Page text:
Fishery must change, summit participants say
The "status quo is not an option" for the Newfoundland and Labrador fishery, Premier Danny Williams said following a day-long summit on the troubled industry.
More than 70 people — including representatives from the fish union, processors, economists, scientists and regional, provincial and federal politicians — gathered in downtown St. John's Wednesday to attend the closed-door summit.
"We [summit participants] have acknowledged collectively that status quo in the fishery in Newfoundland and Labrador is not an option," Williams said.
The premier said there was an agreement among participants that everyone has to do a better job of selling fish product on the international market and the size of the industry needs to be concentrated, with fewer plants and workers.
"I think people are realizing that there may be some commuting where they have to go to work — there will not be a fish plant in every single community," Williams said.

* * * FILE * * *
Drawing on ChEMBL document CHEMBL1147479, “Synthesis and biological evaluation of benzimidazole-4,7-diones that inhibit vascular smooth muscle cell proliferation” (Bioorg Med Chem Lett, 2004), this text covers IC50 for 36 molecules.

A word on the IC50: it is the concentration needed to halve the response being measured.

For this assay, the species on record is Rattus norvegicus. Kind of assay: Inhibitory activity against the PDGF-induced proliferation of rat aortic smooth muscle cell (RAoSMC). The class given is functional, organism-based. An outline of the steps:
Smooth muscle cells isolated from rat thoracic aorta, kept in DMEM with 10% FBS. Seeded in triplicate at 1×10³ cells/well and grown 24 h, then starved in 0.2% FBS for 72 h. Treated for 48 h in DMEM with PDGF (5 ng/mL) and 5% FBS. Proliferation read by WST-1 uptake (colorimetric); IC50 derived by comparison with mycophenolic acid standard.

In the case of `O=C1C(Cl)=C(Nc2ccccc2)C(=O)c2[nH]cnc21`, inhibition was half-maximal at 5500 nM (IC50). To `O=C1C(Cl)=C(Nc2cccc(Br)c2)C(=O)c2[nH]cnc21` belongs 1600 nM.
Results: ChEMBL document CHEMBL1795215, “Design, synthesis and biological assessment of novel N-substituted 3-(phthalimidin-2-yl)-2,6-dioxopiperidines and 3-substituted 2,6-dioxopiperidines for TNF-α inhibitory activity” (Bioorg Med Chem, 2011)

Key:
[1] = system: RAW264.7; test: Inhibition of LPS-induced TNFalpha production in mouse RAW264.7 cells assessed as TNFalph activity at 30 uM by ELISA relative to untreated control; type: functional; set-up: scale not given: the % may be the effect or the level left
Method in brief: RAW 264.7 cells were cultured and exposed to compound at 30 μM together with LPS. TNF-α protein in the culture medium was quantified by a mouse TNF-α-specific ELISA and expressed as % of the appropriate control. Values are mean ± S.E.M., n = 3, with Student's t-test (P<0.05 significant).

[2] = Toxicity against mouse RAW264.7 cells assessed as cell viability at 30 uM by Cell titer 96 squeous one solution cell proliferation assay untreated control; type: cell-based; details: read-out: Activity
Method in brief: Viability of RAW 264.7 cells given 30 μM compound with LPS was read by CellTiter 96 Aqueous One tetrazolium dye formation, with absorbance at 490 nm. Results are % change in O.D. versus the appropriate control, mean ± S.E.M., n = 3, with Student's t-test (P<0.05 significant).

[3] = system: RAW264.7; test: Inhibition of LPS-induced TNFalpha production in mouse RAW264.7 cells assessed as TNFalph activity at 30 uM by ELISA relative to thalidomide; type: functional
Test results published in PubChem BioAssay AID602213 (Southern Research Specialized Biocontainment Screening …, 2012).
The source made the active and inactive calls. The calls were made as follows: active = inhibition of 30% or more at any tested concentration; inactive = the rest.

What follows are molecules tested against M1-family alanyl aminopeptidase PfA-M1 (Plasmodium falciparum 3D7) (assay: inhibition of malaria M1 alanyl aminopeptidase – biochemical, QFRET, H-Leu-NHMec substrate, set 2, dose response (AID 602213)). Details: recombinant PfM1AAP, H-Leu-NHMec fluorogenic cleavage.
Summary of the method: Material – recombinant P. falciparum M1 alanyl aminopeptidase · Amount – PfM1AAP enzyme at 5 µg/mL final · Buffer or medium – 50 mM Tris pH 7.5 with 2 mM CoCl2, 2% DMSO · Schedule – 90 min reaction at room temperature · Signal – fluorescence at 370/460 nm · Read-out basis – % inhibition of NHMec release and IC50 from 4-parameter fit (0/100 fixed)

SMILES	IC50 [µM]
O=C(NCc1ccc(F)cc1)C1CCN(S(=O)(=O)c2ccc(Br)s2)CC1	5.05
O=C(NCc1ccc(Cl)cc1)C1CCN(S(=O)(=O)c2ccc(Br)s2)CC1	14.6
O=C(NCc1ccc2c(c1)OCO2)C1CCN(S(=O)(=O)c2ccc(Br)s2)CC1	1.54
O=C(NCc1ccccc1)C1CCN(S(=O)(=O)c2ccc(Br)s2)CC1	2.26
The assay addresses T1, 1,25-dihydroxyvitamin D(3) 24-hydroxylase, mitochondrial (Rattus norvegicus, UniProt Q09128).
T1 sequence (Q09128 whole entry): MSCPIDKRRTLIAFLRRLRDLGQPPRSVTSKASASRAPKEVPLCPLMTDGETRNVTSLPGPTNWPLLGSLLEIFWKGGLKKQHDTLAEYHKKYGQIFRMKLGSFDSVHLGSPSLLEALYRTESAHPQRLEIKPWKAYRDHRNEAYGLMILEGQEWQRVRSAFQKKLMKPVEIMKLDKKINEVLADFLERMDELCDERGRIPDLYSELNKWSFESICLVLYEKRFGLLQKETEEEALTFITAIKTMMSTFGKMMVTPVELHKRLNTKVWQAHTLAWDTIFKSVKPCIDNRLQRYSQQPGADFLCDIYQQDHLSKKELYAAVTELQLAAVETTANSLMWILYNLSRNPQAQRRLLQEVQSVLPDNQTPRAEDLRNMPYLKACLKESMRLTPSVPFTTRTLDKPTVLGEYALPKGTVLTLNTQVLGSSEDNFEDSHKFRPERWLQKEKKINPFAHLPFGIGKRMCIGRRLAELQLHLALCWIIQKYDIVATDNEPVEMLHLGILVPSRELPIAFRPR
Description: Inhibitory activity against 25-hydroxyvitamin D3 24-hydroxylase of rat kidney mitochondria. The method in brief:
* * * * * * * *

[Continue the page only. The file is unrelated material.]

"We're not here today to say there's going be wholesale closing of plants under any circumstances, but everybody around the table is acknowledging that there has to be some restructuring."
Federal Fisheries Minister Loyola Hearn said delegates at the summit agreed there was hope for the industry.
"One of the things which encouraged all of us was that it wasn't, you know, your typical bitching session where people come together to complain — not at all," Hearn said.
Earle McCurdy, president of the Fish, Food and Allied Workers union, said he supports the premier's idea to create an industry co-op to take over the profitable marketing division of Fishery Products International.
McCurdy said many people agreed Wednesday that there is a real need for a co-ordinated international marketing effort and said the industry could use FPI's Ocean Cuisine division to establish a larger profile worldwide.
"Something along the lines — whether it's a co-operative, could be a Crown corporation, could be a consortium or something of that nature — we have to have a principal marketing arm for Newfoundland fish products," McCurdy said. "The FPI vehicle could be a corner stone of doing that."
Although the people who attended the fisheries summit identified a plan to help the industry, no one is ready to make any tough decisions yet. The government is promising that Wednesday's talks were only the first step and said there will be more meetings to come over the next few weeks.